NW: I suppose this all turns on what you think philosophy is. I see philosophy as an activity of thinking critically about what we are and where we stand in relation to the world, an activity with a long and rich history. Philosophy is concerned with how things are, the limits of what we can know, and how we should live. It is anti-dogmatic and thrives on questioning assumptions. No serious philosophy is likely to leave the philosopher unchanged, but that doesn’t mean that the change will be for the better or more consoling: to think otherwise is begging the question. There are huge dangers of self-deception here, in thinking that philosophy is some kind of panacea that will make us all better, saner people. Just to give one example, impeccable logic from false premises can lead you very far astray. How do you see philosophy?
JE: I approach philosophy as a sort of pragmatism – I have a set of values and an idea of how the world is, and I try it out and see if I can live by it, if it fits reality, if it leads to an expanded sense of flourishing. And reality (including other people) feeds back to me, lets me know if I’m living wisely or foolishly. That two-way process is always changing, you’re always adapting and revisiting assumptions. But no one can be entirely anti-dogmatic – one needs a set of values and opinions to live by. I think you must have one too, no? I’m sure it has changed over time but if you were a complete skeptic, like Pyrrho, you wouldn’t know whether to get out of bed or not. More.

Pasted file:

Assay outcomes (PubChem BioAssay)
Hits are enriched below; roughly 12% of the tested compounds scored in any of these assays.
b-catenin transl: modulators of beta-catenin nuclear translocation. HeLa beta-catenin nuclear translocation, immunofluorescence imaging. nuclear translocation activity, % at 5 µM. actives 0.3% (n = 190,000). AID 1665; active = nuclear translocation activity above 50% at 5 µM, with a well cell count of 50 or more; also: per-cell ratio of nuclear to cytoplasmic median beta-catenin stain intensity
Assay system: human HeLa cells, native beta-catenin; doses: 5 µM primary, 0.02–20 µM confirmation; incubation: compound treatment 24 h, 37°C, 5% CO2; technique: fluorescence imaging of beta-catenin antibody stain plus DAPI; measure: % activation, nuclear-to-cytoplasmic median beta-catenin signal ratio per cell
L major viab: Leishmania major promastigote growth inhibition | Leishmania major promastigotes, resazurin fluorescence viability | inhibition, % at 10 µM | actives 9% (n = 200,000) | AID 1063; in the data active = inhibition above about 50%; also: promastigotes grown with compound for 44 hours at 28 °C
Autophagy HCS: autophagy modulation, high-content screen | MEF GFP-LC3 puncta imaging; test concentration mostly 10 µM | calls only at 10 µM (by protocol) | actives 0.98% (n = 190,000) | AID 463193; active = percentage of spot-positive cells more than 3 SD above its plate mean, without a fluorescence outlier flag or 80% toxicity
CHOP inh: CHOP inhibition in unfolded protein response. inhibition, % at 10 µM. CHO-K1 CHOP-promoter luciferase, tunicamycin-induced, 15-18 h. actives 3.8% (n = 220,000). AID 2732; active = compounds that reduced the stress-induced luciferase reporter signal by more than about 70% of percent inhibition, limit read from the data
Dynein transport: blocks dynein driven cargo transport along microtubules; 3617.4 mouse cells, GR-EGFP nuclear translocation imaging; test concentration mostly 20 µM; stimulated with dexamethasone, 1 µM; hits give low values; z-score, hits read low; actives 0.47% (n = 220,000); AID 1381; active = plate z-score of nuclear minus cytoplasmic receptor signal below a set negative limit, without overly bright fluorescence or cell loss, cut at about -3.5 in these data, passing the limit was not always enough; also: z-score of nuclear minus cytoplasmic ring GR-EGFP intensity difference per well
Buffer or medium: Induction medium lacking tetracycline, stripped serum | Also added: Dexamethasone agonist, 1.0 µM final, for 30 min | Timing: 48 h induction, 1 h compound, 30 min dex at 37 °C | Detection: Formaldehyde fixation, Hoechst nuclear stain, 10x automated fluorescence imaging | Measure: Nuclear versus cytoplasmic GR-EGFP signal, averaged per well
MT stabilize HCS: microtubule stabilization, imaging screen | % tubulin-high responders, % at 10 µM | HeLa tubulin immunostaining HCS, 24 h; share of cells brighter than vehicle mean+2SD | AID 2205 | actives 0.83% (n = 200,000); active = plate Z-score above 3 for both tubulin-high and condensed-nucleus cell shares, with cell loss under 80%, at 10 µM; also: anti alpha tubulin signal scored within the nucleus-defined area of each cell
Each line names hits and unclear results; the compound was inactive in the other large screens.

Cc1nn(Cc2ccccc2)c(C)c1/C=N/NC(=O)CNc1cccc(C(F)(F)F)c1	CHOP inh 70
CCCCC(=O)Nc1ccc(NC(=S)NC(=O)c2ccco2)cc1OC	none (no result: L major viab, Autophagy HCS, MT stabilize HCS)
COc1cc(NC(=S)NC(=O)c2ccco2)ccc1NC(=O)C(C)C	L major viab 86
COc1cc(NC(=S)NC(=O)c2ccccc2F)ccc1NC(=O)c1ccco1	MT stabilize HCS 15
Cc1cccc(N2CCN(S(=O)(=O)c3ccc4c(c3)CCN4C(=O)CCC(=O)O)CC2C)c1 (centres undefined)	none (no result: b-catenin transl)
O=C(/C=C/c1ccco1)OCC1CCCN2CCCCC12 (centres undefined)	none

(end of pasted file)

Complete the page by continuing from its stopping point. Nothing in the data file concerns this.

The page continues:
As it happens, a clear answer emerges: In an age when it is assumed that our brains are shaped for fitness, not for truth, philosophy is a sort of therapy that evolved to enable a natural entity to adjust until dissolution.
See also: Would we give up naturalism to solve the hard problem of consciousness?
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